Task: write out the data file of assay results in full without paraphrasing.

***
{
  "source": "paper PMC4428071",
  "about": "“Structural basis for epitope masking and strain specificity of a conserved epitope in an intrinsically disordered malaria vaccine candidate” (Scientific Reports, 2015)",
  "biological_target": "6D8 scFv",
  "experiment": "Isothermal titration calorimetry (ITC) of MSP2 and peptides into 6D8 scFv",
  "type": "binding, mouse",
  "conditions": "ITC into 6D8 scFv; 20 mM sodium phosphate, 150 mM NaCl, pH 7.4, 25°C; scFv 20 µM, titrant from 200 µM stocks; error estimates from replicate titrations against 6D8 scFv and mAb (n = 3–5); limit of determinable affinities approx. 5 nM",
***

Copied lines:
{
  "source": "paper PMC4428071",
  "about": "“Structural basis for epitope masking and strain specificity of a conserved epitope in an intrinsically disordered malaria vaccine candidate” (Scientific Reports, 2015)",
  "biological_target": "6D8 scFv",
  "experiment": "Isothermal titration calorimetry (ITC) of MSP2 and peptides into 6D8 scFv",
  "type": "binding, mouse",
  "conditions": "ITC into 6D8 scFv; 20 mM sodium phosphate, 150 mM NaCl, pH 7.4, 25°C; scFv 20 µM, titrant from 200 µM stocks; error estimates from replicate titrations against 6D8 scFv and mAb (n = 3–5); limit of determinable affinities approx. 5 nM",